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Sugar

 

Sugar is the generalised name for a class of chemically-related sweet-flavored substances, most of which are used as food. They are carbohydrates, composed of carbon, hydrogen and oxygen. There are various types of sugar derived from different sources. Simple sugars are called monosaccharides and include glucose (also known as dextrose), fructose and galactose. The table or granulated sugar most customarily used as food is sucrose, a disaccharide (in the body, sucrose hydrolyses into fructose and glucose). Other disaccharides include maltose and lactose. Chemically-different substances may also have a sweet taste, but are not classified as sugars. Some are used as lower-calorie food substitutes for sugar described as artificial sweeteners.

Sugar

 

Forms and uses

 

Granulated sugars are used at the table to sprinkle on foods and to sweeten hot drinks and in home baking to add sweetness and texture to cooked products. They are also used as a preservative to prevent micro-organisms from growing and perishable food from spoiling as in jams, marmalades and candied fruits.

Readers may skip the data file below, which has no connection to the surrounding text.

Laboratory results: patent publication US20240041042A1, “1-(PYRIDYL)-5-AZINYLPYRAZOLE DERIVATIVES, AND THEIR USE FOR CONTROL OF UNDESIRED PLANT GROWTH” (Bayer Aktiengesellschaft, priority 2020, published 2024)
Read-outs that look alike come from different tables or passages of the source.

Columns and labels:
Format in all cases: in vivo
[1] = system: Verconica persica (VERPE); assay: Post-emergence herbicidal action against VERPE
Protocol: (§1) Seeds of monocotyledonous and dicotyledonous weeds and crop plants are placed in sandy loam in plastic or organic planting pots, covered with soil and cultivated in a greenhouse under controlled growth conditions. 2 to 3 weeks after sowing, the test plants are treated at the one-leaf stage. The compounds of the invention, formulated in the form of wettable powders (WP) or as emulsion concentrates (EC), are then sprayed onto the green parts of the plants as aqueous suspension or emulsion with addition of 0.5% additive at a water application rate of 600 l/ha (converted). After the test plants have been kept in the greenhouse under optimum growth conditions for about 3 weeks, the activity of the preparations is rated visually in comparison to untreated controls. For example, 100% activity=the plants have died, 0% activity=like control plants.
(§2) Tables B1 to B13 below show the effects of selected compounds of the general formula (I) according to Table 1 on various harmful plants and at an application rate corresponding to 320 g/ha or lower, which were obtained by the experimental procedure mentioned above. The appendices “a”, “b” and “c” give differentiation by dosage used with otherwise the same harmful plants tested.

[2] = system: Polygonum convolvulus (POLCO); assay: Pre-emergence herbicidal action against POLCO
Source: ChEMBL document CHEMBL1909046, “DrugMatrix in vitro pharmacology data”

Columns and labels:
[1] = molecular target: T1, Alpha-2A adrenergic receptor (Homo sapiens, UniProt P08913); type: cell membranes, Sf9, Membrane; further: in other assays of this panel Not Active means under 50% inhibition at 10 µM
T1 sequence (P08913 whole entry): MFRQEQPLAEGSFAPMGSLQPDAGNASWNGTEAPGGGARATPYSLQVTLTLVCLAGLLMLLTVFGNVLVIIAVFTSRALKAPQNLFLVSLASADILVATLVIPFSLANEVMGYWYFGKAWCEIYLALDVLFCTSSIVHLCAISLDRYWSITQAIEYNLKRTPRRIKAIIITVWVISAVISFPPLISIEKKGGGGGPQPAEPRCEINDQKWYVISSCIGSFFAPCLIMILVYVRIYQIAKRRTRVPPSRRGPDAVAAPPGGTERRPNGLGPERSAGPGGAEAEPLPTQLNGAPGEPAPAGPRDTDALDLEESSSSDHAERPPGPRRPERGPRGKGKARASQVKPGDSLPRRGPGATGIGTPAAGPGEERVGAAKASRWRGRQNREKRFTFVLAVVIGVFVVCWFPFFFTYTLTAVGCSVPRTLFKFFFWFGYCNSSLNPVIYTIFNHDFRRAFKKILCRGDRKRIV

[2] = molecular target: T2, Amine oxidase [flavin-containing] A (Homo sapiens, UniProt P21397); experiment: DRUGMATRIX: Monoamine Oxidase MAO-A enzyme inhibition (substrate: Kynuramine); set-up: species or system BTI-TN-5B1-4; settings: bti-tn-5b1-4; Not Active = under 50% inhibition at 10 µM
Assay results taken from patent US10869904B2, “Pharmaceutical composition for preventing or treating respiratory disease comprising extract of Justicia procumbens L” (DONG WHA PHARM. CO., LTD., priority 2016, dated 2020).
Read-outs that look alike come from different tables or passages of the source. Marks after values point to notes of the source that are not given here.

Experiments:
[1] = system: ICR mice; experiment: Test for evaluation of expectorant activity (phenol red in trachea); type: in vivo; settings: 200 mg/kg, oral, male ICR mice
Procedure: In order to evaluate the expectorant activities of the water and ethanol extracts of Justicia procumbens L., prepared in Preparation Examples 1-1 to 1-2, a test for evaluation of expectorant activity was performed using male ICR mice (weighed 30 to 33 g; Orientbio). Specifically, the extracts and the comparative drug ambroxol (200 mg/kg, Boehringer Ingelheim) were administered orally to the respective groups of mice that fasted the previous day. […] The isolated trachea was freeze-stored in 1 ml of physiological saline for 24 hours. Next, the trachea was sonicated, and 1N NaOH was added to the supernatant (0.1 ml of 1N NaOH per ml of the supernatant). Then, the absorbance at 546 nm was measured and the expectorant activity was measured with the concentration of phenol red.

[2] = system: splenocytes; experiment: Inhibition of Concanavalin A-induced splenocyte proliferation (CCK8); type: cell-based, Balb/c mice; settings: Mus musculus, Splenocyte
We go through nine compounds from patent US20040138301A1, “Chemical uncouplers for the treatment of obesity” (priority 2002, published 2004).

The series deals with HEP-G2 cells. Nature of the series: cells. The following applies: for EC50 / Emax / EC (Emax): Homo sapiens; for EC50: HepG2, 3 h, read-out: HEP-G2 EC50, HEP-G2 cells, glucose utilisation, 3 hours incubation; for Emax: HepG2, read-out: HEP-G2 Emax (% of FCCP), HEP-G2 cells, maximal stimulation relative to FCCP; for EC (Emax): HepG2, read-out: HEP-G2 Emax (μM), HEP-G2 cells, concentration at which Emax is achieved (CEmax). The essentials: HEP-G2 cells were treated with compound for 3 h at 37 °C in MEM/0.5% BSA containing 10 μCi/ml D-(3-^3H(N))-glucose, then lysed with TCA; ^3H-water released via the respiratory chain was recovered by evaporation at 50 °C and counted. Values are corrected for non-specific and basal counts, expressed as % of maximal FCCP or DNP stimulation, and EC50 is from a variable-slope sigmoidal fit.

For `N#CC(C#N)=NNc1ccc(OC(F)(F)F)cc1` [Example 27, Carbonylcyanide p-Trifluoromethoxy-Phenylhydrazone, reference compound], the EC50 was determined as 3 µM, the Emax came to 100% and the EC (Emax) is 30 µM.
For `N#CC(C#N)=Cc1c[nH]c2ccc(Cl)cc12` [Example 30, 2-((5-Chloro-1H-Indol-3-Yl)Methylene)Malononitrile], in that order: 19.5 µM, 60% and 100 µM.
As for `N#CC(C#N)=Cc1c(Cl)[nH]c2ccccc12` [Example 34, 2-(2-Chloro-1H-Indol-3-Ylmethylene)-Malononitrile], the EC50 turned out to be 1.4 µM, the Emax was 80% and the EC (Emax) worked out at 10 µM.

Milled sugars are ground to a fine powder. They are used as icing sugar, for dusting foods and in baking and confectionery.

 

Screened sugars are crystalline products separated according to the size of the grains. They are used for decorative table sugars, for blending in dry mixes and in baking and confectionery.

 

Brown sugars are granulated sugars with the grains coated in molasses to produce a light, dark or demerara sugar. They are used in baked goods, confectionery and toffees.

 

Sugar cubes are white or brown granulated sugars pressed together in block shape. They are used to sweeten drinks.[48]

Liquid sugars are strong syrups consisting of 67% granulated sugar dissolved in water. They are used in the food processing of a wide range of products including beverages, ice cream and jams.

 

Consumption

 

In most parts of the world, sugar is an important part of the human diet, making food more palatable and providing food energy. After cereals and vegetable oils, sugar derived from sugar cane and beet provided more kilocalories per capita per day on average than other food groups. According to the FAO, an average of 24 kilograms of sugar, equivalent to over 260 food calories per day, was consumed annually per person of all ages in the world in 1999. Even with rising human populations, sugar consumption is expected to increase to 25.1 kilograms per person per year by 2015.

Sugar

 

Reference: http://en.wikipedia.org/wiki/Sugar